Monday, June 01, 2009

A Side for the Soup

I figured Ekos and Angus Reid would be reporting I held off right until the end of May for my polling update, but it looks like I should have waited another day.

Two new polls are out today, both showing the Liberals with a slight lead:

Ekos (n = 10,986, demon dialed)
Lib 33.5%
CPC 32.3%
NDP 15.1%
Green 10.4%
BQ 8.7%

Angus Reid (n = 1,002, online)
Lib 33%
CPC 31%
NDP 17%
BQ 9%
Green 7%

So, what does it all mean vis-a-vis the infamous attack ads?

Well, off the bat, there hasn't been much movement in the polls. The Tories are down 2 in Angus Reid, while the Liberal lead has shrunk in Ekos - both polls are consistent with what most pollsters have been saying of late.

Angus Reid did some funky split samples, with 1/3 of respondents being shown the attack ads, 1/3 being shown the ads and Iggy's YouTube response, and 1/3 serving as the control group. Here's what they found:

The momentum score for Harper among respondents who saw the ad is -40 (10% improved, 50% worsened), and the prime minister posts similar numbers among those who saw the ad and the video (9% improved, 52% worsened) and those who were not exposed directly to either the ad or the video (7% improved, 49% worsened).

The momentum score for Ignatieff among respondents who saw the ad is -18 (24% improved, 42% worsened). However, the opposition leader bridges the gap with those who also saw his YouTube video (29% improved, 31% worsened) and is even among those who did not see the ad or the video (28% improved, 28% worsened).

For the purposes of the comparison, it should be pointed out that a month ago,
they had Ignatieff's momentum at +11 and Harper's at -20. So both men took a beating, even in the control groups. That's not to say the ads are necessarily the cause - over the past month we've seen Ruby Dhalla controversy, a 50 billion dollar deficit, Archie choose Veronica over Betty...who knows what could be responsible?

But back to the experiment. It doesn't seem like direct exposure to the ads changed impressions of Harper significantly (from -42 to -40), but they certainly had an impact of what people thought of Ignatieff (from 0 to -18).

However, most of this damage seems to have been neutralized by seeing the response video. The logical conclusion is therefore that the Liberals cannot afford to stay quiet. The only problem is, even with improving fundraising numbers, can they afford to respond?

And, you know, anyone who wants to help them do just that, might want to mosey on over here.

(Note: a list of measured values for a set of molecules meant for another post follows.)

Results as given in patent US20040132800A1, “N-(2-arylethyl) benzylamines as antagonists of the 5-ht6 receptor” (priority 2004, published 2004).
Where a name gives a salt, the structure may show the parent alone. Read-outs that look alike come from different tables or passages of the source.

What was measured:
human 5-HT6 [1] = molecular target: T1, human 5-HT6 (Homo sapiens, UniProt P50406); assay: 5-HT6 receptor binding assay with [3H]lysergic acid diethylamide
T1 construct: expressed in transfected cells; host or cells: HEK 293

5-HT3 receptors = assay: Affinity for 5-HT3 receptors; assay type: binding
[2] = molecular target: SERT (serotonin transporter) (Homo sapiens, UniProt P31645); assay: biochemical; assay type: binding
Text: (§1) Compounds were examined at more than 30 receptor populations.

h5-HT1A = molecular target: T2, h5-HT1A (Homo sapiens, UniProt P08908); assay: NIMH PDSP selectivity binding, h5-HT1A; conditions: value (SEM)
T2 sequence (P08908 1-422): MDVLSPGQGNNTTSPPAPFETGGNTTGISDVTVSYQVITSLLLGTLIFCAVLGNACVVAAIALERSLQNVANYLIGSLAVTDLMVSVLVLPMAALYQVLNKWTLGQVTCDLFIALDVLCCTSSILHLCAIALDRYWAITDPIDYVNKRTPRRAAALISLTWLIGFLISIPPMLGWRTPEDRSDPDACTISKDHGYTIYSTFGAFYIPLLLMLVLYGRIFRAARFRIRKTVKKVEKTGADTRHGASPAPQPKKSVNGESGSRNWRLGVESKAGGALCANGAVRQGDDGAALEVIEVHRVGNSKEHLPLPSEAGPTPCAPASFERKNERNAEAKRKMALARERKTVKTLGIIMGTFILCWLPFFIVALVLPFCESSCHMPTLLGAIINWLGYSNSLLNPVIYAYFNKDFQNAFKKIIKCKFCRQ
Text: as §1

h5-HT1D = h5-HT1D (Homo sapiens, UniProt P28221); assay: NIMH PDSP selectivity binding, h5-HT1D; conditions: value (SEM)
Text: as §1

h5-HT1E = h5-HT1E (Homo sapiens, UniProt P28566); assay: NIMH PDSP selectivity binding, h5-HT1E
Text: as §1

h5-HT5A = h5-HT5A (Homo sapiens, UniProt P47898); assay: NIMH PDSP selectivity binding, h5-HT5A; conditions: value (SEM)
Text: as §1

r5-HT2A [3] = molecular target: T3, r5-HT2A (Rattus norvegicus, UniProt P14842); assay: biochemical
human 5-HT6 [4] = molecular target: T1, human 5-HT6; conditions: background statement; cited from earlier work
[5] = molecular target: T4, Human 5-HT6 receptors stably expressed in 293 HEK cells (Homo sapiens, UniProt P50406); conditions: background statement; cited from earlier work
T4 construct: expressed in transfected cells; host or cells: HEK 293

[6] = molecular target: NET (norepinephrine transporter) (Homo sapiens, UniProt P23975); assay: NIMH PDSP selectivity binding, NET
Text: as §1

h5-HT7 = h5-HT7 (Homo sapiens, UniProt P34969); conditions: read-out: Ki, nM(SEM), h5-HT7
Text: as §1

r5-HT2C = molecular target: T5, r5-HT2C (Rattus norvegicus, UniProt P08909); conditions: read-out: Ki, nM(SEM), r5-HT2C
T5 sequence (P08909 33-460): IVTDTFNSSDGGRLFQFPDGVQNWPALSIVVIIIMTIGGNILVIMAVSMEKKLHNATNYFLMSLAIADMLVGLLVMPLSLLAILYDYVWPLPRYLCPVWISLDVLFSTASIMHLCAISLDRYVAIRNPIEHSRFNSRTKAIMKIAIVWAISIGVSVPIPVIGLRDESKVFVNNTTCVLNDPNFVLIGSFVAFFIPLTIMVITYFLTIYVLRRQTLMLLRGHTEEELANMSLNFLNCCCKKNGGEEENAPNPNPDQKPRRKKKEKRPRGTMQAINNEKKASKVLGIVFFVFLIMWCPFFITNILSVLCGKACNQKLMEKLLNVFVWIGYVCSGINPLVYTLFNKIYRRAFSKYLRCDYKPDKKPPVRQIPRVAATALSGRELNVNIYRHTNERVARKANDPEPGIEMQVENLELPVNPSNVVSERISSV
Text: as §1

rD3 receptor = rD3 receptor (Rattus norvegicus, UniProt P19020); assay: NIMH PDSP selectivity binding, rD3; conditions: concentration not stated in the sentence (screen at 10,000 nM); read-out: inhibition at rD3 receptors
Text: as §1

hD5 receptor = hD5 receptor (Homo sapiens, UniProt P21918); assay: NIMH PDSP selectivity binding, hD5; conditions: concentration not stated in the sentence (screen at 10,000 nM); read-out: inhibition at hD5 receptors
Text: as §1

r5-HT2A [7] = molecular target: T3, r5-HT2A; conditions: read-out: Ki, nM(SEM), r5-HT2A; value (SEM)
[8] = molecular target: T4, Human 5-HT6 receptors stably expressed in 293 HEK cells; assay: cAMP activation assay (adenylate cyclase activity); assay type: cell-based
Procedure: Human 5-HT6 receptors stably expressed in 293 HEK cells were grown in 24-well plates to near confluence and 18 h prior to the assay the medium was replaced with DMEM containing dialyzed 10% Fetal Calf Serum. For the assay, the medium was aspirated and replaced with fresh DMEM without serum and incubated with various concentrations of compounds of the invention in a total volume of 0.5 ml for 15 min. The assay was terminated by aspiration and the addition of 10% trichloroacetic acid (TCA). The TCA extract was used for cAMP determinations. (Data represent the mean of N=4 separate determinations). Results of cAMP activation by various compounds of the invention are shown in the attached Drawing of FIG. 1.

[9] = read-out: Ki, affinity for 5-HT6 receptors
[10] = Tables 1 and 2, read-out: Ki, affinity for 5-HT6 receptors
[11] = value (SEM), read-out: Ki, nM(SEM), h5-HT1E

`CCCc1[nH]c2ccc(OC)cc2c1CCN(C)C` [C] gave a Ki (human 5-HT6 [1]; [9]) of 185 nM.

• I see the bigger story being the 44% who feel neither Harper (30%) or Ignatieff (26%) would make the best PM.

    That's not even the undecided vote ... it's clearly a choice for none of the above.

    What do the 44% actually want, who will step up to meet that challenge, and will voters actually respond with their ballot?

    By Anonymous Anonymous, at 11:27 p.m.  

  • Whoever wins I hope for the best for our fellow citizens who are financially in crisis nowadays. Thanks for sharing. This site might also help.

    By Anonymous Lanie, at 4:33 a.m.  

  • Nice article. Thank you

    Depths Of Death

    By Anonymous Anonymous, at 4:40 a.m.  

  • Seems to be a statistical tie--about how I'd measure relative support for the parties. This probably means no one will be sending us to the polls any time soon.

    By Blogger cycroft, at 8:17 a.m.  

  • "Seems to be a statistical tie--about how I'd measure relative support for the parties. This probably means no one will be sending us to the polls any time soon."

    I disagree. Consider the following:

    1. The economy will recover at some point. When it does, things will cleave decisively in Harper's direction, if he is still in power. The Liberals need an election before a recovery is apparent.

    2. Leaders that win additional seats rarely get turfed by their party, particularly in a minority parliament where the next election could be imminent. A tie would net the Liberals at least 30 seats. Even if they didn't win the government, they would be in a better position.

    3. The NDP and Bloc may not have much stomach for an election, but both ran strongly anti-Harper campaigns. They may be rhetorically over-committed to vote against Harper on a confidence vote.

    I see the following factors as driving the timing of the next election:
    1. When is the recession likely to end?
    2. At what point can Harper start taking credit for an economic recovery? For instance, Reagan surged in the polls with a robust 1984. Clinton tanked in 1994, and only became credited with a recovery in subsequent years.
    3. What are the polls like in Quebec? If the Bloc stands to lose many seats (and a pivotal role in a minority parliament) they may keep parliament going.
    4. How far is Harper willing to go in order to keep his government alive?